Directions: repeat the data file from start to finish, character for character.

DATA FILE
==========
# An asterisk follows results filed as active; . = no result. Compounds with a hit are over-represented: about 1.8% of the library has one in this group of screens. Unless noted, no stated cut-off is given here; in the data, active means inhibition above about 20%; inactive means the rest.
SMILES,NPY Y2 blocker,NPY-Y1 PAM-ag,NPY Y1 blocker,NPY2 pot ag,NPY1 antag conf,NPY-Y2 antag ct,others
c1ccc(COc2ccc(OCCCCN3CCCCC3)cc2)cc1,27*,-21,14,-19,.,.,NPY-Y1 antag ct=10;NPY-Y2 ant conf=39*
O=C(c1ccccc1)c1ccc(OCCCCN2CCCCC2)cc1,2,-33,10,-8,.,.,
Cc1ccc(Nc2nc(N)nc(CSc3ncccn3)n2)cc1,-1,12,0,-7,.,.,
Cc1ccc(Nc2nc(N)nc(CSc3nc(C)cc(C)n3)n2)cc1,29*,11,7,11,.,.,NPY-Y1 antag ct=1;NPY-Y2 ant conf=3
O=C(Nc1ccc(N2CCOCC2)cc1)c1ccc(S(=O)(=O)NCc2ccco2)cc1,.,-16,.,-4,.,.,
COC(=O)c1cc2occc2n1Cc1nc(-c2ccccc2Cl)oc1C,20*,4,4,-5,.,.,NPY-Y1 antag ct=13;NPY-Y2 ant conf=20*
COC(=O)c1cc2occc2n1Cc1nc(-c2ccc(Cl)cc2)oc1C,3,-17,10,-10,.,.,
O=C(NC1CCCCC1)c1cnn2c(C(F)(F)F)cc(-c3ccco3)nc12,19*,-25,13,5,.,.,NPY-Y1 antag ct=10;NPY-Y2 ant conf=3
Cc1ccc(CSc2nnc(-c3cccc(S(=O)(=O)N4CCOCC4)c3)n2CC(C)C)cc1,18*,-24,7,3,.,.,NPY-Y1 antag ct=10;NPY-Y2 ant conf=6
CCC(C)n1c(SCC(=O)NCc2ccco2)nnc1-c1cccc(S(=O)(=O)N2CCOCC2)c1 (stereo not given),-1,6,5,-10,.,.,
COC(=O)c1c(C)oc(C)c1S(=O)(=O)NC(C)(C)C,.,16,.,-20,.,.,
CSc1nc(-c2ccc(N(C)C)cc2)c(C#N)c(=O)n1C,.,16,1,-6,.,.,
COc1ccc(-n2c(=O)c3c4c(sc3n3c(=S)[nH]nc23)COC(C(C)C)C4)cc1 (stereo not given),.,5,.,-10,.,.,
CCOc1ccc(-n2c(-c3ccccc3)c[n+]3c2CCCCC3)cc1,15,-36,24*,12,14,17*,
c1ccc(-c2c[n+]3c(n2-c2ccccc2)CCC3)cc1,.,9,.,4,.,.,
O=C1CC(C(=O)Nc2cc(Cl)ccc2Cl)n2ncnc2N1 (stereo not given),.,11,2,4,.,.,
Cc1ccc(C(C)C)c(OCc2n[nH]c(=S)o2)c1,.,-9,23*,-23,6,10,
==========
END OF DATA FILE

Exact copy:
# An asterisk follows results filed as active; . = no result. Compounds with a hit are over-represented: about 1.8% of the library has one in this group of screens. Unless noted, no stated cut-off is given here; in the data, active means inhibition above about 20%; inactive means the rest.
SMILES,NPY Y2 blocker,NPY-Y1 PAM-ag,NPY Y1 blocker,NPY2 pot ag,NPY1 antag conf,NPY-Y2 antag ct,others
c1ccc(COc2ccc(OCCCCN3CCCCC3)cc2)cc1,27*,-21,14,-19,.,.,NPY-Y1 antag ct=10;NPY-Y2 ant conf=39*
O=C(c1ccccc1)c1ccc(OCCCCN2CCCCC2)cc1,2,-33,10,-8,.,.,
Cc1ccc(Nc2nc(N)nc(CSc3ncccn3)n2)cc1,-1,12,0,-7,.,.,
Cc1ccc(Nc2nc(N)nc(CSc3nc(C)cc(C)n3)n2)cc1,29*,11,7,11,.,.,NPY-Y1 antag ct=1;NPY-Y2 ant conf=3
O=C(Nc1ccc(N2CCOCC2)cc1)c1ccc(S(=O)(=O)NCc2ccco2)cc1,.,-16,.,-4,.,.,
COC(=O)c1cc2occc2n1Cc1nc(-c2ccccc2Cl)oc1C,20*,4,4,-5,.,.,NPY-Y1 antag ct=13;NPY-Y2 ant conf=20*
COC(=O)c1cc2occc2n1Cc1nc(-c2ccc(Cl)cc2)oc1C,3,-17,10,-10,.,.,
O=C(NC1CCCCC1)c1cnn2c(C(F)(F)F)cc(-c3ccco3)nc12,19*,-25,13,5,.,.,NPY-Y1 antag ct=10;NPY-Y2 ant conf=3
Cc1ccc(CSc2nnc(-c3cccc(S(=O)(=O)N4CCOCC4)c3)n2CC(C)C)cc1,18*,-24,7,3,.,.,NPY-Y1 antag ct=10;NPY-Y2 ant conf=6
CCC(C)n1c(SCC(=O)NCc2ccco2)nnc1-c1cccc(S(=O)(=O)N2CCOCC2)c1 (stereo not given),-1,6,5,-10,.,.,
COC(=O)c1c(C)oc(C)c1S(=O)(=O)NC(C)(C)C,.,16,.,-20,.,.,
CSc1nc(-c2ccc(N(C)C)cc2)c(C#N)c(=O)n1C,.,16,1,-6,.,.,
COc1ccc(-n2c(=O)c3c4c(sc3n3c(=S)[nH]nc23)COC(C(C)C)C4)cc1 (stereo not given),.,5,.,-10,.,.,
CCOc1ccc(-n2c(-c3ccccc3)c[n+]3c2CCCCC3)cc1,15,-36,24*,12,14,17*,
c1ccc(-c2c[n+]3c(n2-c2ccccc2)CCC3)cc1,.,9,.,4,.,.,
O=C1CC(C(=O)Nc2cc(Cl)ccc2Cl)n2ncnc2N1 (stereo not given),.,11,2,4,.,.,
Cc1ccc(C(C)C)c(OCc2n[nH]c(=S)o2)c1,.,-9,23*,-23,6,10,